When an editor comments on a script, 99% of the time, the comment doesn’t come from personal preference or opinion, but from some other elements of the script and your personal goals with the work. Most of the time, it’s tied to a structural story element.  Point is, it’s substantiated in the material, not pulled out of a rabbit’s arse.

When you recruit a bunch of randos, often they completely contradict themselves.

“There wasn’t enough action in this script, you spent too much time developing the characters.”

“There was too much action in this script, you could have spent more time developing the characters.”


“This story was great, Emiko was my favorite character, I wish you would have done more with her.”

“This story was great, but Emiko was my least favorite character, I wish you would have done less with her.”

I call this the Shim Sham Flim Flam effect.

Yeah, yeah, you can still extract useful information from this kind of feedback… sometimes.

But what happens if you were on the fence, unsure if you developed Emiko too much or too little. Most of the time, unsubstantiated opinions just drive you nuts and can often leave you worse off than when you started.

#4: Bias.

There are two specific biases we need to talk about.

First, the “everybody wins an award bias.”

Friends, family, or fans often don’t want to upset you. They may be too eager to please, or afraid to say anything negative. This can make it difficult for them to provide objective feedback. In turn, stifling their honest feedback for what they think will be most helpful to you–often this becomes an echo-chamber of praise.

Second, folks are bias based on their own preexisting likes and dislikes.

If you’re writing a sci-fi piece and one beta reader is a die-hard Star Trek fan and the other a Star Wars fan, you can expect some seriously different feedback. While seemingly harmless in nature, biases, especially biases you aren’t aware of, can really skew the perspective of the feedback.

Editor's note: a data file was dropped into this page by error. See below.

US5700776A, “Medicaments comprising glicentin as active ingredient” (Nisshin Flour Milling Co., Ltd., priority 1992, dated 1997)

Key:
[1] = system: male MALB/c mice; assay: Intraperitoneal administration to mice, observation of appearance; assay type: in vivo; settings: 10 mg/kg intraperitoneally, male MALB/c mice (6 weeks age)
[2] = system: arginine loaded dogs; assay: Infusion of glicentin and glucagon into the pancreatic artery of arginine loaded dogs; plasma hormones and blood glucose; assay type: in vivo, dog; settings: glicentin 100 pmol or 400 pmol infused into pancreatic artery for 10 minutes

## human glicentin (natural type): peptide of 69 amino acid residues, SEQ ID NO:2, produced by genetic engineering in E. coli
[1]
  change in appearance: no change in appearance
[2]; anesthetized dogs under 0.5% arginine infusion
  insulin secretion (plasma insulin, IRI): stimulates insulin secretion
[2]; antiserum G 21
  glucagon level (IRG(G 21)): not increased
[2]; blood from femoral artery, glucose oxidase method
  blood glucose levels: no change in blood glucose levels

You may have an element, character, or theme executed perfectly, but due to a beta reader’s bias, they hate it (or conversely, love an element that’s executed poorly, just because it connects to their bias).

Beta reader bias can send you for a real loop. And ultimately, waste a lot of time.

I remember way back when, I had a beta reader read my King Arthur prequel novel. I told this one dude it was a “hard fantasy,” quasi-historic in nature–King Arthur’s grandfather during the Roman times. His feedback in the end, “I don’t really like hard fantasy and didn’t enjoy it.”

Dude!? What the heck did you read it for if you were bias against hard fantasy in the first place?

#4: Genre Ignorant.

My last example of the fantasy beta reader not really being into fantasy (good grief Charlie Brown) hits onto one last specific point…

Specifically, when it comes to the beta and your story genre, if these two are out of alignment, you’re totally sunk. A lot of times beta readers will have the best intentions, honestly open to giving your material a shot, but their secret dislike of a genre makes them completely ineffective.

If a horror fan reads your horror script, but they have a bias toward jump scare horror… OK, you can still probably extract some useful info from their critique, BUT, if someone says they’d love to read your horror script, and they’re not really a fan of horror at all… Or, if they actually really don’t like horror, but aren’t consciously aware of it. You’re not gonna get anything useful out of their critique and in all likelihood are gonna have to work hard to figure that out!